The beauty of limitations: Wanderword and the storytelling opportunities of audio gaming

Updated: Mar 31

It’s tempting to claim games like Cursed Painting represent an emerging niche in the industry. This interactive role-playing game draws on gameplay mechanics similar to Dungeons and Dragons, but it's played via the Alexa app. That means it’s audio-only.


Wanderword, the game’s creator, calls this and the other titles in its portfolio interactive audio entertainment.


But as Wanderword’s Lead Designer Henrik Lindfors will tell you, audio is central to every standout gaming experience, even if it’s not what players think of when engaging in the gameworlds they love. “As a user, you convey your actions in the game either through a mouse, keyboard, or controller - that’s one mode of input,” Henrik explains. “But as far as output, you have the graphical aspect and the audio - two modes of output.”


The challenge for the Wanderword team is not simply top sound design. That should be a priority for every studio. Instead, Henrik and his team must use sound to “portray the graphical aspects of the experience with sound.”


Henrik spoke about the company’s design approach on 12 March as part of Friday Stories. We caught up with him beforehand to find out how he became involved with Wanderword and why he thinks there’s no one standing in their way.



Timing is everything


After 12 years working in radio, Henrik shifted to the games industry when “unheard of” investment was made in Boden’s future as a games hub. After an internship with “a weird little company from Seattle that dabbled in interactive audio entertainment,” Henrik found firm footing in the industry with Wanderword. Unsurprisingly, his background in radio meant Henrik understood the company’s mission to design audio-based games, and he started his ascent from intern to Lead Designer.


In 2021, the company expects significant growth following the success of Cursed Painting and other very different games. This success has reinforced Henrik’s belief that too many studios - and aspiring students - get sound design wrong.


“What I see is that audio is rarely given priority,” he explains. “You see that in small indie studios, and you see it in student projects, too. Basically, they wait until the last minute to consider audio, and it’s not a good decision.”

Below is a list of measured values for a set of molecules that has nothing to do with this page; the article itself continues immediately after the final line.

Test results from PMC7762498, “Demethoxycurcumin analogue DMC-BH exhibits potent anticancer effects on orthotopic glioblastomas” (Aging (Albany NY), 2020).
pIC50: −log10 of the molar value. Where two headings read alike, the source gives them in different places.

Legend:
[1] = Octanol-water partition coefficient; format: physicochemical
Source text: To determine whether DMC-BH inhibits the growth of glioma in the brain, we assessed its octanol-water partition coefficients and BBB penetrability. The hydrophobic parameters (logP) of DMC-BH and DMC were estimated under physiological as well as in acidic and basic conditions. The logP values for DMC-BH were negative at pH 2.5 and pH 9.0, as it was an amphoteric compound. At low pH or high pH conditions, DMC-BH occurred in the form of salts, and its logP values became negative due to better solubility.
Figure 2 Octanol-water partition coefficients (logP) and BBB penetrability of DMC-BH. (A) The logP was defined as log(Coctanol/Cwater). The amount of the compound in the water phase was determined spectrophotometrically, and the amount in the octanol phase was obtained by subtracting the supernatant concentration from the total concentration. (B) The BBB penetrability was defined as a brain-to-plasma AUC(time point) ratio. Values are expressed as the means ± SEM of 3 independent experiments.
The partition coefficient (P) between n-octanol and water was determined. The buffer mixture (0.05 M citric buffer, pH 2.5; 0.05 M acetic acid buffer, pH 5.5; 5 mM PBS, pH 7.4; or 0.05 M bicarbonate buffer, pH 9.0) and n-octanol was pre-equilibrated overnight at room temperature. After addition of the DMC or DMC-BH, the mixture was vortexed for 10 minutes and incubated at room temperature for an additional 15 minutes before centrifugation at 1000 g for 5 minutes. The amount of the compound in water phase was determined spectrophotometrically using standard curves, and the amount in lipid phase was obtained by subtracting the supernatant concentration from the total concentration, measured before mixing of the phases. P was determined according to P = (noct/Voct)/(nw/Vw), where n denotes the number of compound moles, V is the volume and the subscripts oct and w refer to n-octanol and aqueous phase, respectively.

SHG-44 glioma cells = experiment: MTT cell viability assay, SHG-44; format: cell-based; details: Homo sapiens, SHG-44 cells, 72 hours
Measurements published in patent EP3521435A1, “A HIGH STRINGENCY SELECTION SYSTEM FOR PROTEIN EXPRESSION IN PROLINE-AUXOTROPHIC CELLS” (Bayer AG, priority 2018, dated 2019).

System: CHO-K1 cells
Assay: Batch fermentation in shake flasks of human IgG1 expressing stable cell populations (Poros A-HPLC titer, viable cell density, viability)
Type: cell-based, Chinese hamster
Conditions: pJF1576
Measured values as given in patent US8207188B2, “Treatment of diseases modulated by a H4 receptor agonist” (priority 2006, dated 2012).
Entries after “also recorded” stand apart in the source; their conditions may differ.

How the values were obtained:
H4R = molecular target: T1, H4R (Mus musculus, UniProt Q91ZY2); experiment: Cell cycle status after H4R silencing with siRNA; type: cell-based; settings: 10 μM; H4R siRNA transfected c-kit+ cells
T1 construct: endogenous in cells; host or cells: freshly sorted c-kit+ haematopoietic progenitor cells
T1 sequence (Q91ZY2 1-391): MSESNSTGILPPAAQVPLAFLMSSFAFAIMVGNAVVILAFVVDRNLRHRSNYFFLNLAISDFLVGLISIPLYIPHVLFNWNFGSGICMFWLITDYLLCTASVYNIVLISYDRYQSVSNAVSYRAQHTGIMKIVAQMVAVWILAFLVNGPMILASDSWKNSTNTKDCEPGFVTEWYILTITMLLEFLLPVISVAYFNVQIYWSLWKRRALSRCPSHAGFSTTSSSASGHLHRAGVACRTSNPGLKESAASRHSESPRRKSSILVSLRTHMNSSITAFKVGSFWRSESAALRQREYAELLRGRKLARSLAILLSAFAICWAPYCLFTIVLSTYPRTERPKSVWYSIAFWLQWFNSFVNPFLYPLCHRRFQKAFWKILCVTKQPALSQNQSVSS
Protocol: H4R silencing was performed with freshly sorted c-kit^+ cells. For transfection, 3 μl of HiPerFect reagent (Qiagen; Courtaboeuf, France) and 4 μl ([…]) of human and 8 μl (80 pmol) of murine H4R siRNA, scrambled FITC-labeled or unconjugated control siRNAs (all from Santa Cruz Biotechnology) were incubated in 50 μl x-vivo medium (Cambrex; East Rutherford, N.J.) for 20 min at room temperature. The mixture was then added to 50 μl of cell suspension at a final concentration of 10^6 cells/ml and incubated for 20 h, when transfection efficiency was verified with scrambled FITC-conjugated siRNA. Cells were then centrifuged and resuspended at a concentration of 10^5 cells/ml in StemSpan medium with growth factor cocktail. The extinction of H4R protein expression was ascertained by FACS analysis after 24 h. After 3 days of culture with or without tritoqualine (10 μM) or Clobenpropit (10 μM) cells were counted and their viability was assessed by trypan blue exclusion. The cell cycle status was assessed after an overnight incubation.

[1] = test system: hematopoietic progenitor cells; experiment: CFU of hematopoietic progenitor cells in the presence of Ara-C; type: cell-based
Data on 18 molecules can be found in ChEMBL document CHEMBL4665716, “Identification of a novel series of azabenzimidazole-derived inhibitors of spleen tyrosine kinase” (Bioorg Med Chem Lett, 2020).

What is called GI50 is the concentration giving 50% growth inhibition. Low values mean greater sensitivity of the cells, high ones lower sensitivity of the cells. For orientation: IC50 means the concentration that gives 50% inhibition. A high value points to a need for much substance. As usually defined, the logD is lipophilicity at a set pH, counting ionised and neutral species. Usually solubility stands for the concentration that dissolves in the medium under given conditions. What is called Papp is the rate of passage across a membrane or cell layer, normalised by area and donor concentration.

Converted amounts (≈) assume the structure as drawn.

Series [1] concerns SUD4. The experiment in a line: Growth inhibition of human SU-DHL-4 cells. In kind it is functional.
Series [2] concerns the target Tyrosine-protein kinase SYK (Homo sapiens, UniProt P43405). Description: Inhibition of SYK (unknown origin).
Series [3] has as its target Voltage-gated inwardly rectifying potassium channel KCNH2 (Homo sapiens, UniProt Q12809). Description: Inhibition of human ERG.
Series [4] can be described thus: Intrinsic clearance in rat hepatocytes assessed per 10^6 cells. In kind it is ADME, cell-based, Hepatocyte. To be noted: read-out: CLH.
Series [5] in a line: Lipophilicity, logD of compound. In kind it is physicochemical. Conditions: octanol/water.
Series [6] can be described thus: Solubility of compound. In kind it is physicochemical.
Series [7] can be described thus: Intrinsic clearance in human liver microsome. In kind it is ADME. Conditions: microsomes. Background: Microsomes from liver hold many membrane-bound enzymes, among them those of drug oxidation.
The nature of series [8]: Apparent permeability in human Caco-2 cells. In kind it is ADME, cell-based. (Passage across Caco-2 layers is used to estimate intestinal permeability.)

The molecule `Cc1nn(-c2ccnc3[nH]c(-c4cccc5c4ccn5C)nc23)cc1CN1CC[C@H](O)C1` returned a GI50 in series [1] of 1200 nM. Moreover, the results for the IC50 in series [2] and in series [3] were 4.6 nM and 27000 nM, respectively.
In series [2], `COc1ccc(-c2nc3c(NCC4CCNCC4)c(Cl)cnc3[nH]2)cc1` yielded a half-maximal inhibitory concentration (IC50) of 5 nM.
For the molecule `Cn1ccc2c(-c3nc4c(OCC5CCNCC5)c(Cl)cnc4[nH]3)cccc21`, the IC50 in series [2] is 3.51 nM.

According to Henrik, the studio leading the way with exceptional sound design is DICE and their first-person shooter franchise, Battlefield. The secret to their success? Incorporating sound design at the earliest possible moment in the production pipeline. Describing the “poetic” handling of audio details in these games, Henrik highlights the sound design’s precision as one reason Battlefield’s most complex scenes “work flawlessly”. “It’s a totally different audio soundscape,” he offers, “And it drives the whole experience home.” And that precision in no accident. Henrik explains:

“DICE is the best in the business because they don’t wait until the last minute to work the audio into the production pipeline. It’s there from the beginning… I wish more developers took that approach of including audio design early in the process.



A new path


During his appearance at Friday Stories, Henrik emphasized that a successful production pipeline prioritizes sound design alongside the visual elements. This hit home for the professionals and students in the audience who might not have considered the vital importance of a game’s second - and equally important - mode of output.


To make sure aspiring designers and developers at Friday Stories understood the complexities, Henrik sketched some of the guiding principles used by his team to design sound for moving characters, what he calls animating with sound. “It’s about what we can show with sound effects because audio is our visual means,” he explains, “and how audio elements work in combination with each other”.


Naturally, this will open up new pathways for students drawn to this design discipline. For some, it will introduce a new professional route into Sweden’s games studios. For others, Henrik’s insights will spark new ideas about what storytelling in games can look like - or rather, sound like - and they’ll join Wanderword in making waves in the country’s thriving industry.


This is an exciting development for Sweden’s games community, according to Henrik. It’s a way for the industry to grow without introducing competition. Audio gaming is “in a different space”. He explains:


“I’m convinced that one of the biggest ingredients to the Swedish success story is that we don’t kick each other over like we would in a competitive environment. Where we do compete is for the user’s time, but I don’t see that interactive audio entertainment is a threat. We have use cases where you play our games in the car or doing the dishes - you’re not going to be playing console games there.”


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